Where Are Narwhals Found? [+ How To See Them]

  • Post last modified:July 4, 2023
  • Post category:Narwhal
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Narwhals are iconic marine mammals, often referred to as “unicorns of the sea”. Despite their existence being surrounded by mystery, narwhals are real, living animals which can be observed in the wild.

Narwhals live in the Artic Sea and the Northwest and Northeast Atlantic. They are typically found around northern Greenland, northeastern Canada, Svalbard, and northern Russia. However, as a migratory species, they have also been seen in waters around Germany, the British Isles and the Netherlands.

Keep on reading to understand more about the geographic range of the narwhal and find out more about their summer holidays.

Where Are Narwhals Found?

Narwhals are found in polar areas around the Arctic. The geographic range of narwhals spans three key locations; the Arctic Sea, the Northwest Atlantic, and the Northeast Atlantic. Narwhals are residents of northern Greenland, northeastern Canada, Svalbard, and northern Russian waters1 (source: IUCN).

Narwhals migrate across various areas within their geographic range. For example, narwhals undertake annual (yearly) migrations between the Canada-Greenland region. The duration of their migrations is approximately two months2 (source: Wikipedia).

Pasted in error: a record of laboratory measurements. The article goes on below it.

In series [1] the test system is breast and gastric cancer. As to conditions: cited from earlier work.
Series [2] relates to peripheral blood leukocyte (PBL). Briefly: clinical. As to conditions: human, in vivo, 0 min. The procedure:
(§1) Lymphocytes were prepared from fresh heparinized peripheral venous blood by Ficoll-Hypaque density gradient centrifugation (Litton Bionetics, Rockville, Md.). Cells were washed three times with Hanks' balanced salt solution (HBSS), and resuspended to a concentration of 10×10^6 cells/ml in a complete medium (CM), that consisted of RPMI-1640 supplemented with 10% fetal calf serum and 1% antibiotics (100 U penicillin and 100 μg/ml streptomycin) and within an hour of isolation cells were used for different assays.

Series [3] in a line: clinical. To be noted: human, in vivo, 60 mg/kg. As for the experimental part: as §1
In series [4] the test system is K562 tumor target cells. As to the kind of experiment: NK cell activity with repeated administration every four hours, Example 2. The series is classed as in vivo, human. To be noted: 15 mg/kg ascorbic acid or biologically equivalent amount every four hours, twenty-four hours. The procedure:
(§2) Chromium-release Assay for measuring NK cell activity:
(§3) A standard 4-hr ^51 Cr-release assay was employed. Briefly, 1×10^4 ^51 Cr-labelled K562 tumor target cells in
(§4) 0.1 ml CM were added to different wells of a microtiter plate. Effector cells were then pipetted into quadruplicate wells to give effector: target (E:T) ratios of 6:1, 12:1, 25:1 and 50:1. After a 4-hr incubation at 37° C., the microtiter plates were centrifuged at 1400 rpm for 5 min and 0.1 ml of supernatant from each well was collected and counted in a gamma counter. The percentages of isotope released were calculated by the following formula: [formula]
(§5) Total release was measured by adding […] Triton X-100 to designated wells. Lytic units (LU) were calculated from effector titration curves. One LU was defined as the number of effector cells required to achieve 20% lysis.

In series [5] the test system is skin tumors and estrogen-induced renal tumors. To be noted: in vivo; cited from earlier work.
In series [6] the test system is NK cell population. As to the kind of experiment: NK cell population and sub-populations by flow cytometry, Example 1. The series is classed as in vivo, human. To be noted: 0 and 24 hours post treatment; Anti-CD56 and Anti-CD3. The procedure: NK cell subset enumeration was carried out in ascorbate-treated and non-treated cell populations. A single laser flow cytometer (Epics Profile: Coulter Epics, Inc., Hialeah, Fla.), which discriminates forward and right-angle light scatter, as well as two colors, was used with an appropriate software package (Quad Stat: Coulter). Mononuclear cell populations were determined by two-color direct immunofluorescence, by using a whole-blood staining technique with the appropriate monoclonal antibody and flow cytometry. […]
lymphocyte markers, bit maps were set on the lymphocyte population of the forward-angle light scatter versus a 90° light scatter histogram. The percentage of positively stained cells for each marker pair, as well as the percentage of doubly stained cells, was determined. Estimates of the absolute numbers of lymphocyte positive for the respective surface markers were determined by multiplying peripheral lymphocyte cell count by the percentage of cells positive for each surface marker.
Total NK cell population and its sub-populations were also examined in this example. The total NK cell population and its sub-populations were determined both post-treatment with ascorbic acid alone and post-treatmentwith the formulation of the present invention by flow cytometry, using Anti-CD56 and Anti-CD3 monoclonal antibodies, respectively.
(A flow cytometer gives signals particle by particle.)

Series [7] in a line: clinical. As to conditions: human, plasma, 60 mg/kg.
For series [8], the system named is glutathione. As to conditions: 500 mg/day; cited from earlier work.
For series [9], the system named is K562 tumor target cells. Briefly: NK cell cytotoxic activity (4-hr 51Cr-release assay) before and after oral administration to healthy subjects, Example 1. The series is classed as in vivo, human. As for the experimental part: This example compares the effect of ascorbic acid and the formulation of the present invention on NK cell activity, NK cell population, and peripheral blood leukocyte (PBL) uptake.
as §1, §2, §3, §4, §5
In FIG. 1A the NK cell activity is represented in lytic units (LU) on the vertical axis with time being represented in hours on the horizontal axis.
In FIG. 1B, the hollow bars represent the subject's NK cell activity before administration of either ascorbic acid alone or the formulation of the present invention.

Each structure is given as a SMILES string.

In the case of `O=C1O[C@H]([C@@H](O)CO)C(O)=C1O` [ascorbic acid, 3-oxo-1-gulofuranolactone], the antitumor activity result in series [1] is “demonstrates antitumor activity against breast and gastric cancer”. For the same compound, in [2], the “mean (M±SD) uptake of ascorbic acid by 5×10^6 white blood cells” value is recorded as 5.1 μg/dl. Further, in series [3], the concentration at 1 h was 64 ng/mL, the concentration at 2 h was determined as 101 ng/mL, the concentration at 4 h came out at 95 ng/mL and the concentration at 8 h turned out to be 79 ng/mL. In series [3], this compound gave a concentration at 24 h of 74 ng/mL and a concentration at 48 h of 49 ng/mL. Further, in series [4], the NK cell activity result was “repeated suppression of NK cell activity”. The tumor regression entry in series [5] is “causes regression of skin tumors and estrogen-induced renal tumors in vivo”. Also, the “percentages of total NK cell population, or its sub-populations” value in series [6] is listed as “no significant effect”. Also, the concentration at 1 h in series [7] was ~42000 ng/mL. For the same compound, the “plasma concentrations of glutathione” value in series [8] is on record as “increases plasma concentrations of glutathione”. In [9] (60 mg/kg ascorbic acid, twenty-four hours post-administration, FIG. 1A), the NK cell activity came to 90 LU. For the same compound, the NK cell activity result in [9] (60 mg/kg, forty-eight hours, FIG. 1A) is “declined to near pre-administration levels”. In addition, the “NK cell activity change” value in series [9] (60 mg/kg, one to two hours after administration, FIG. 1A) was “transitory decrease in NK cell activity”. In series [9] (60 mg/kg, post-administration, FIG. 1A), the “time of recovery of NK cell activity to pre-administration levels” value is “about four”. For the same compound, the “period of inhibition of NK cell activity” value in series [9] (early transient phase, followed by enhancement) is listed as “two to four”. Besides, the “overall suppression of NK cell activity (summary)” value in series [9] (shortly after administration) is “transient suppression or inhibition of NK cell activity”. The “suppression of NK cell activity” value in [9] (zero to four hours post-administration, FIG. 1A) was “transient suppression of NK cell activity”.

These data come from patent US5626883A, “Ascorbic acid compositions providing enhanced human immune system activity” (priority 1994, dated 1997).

Vagrant narwhals (individuals spotted in areas where they don’t usually live) have been observed in Germany, the Netherlands, the British Isles, Newfoundland and even as far south as the Alaska Peninsula and Commander Islands3 (source: IUCN).

There is often confusion between the species found in the different polar regions. Narwhals are found in the Arctic, they do not live in Antarctica.

What Is the Narwhals’ Habitat?

Narwhals prefer to live in salt water than freshwater and typically like to live in the polar regions, which are much colder than other oceans.

The habitat of the narwhal can be generally described as the marine oceanic zone and the marine neritic zone.

What is the difference between oceanic and neritic?

The marine oceanic zone is the area of the ocean which is beyond the continental shelf (reaching depths greater than 200 metres) whereas the marine neritic zone is the area of the ocean which is before the drop-off of the continental shelf (generally more shallow areas reaching depths lesser than 200 metres)4 (source: Wikipedia).

Narwhals prefer colder water and are typically found in the northern polar region. However, narwhals are migratory species and their population varies between seasons. Narwhals essentially undertake a “Summer holiday”.

They spend approximately two months in areas (bays and fjords) which are free of ice. In autumn, narwhals move to colder areas: deeper and more offshore areas which are characterised by fast-forming ice5 (source: Wikipedia).

How Far Can a Narwhal Travel?

Narwhals are migratory species.

Some narwhals were tagged by scientists in Scoresby Sound between 2010-2013 in September and August. These narwhals traveled between 22-39km per day at an average speed of 0.1-5.5kph 6 (source: M. P. Heide-Jørgensen, et al, Journal or Zoology, Vol. 297, Issue 1, 2015, pp.54-65).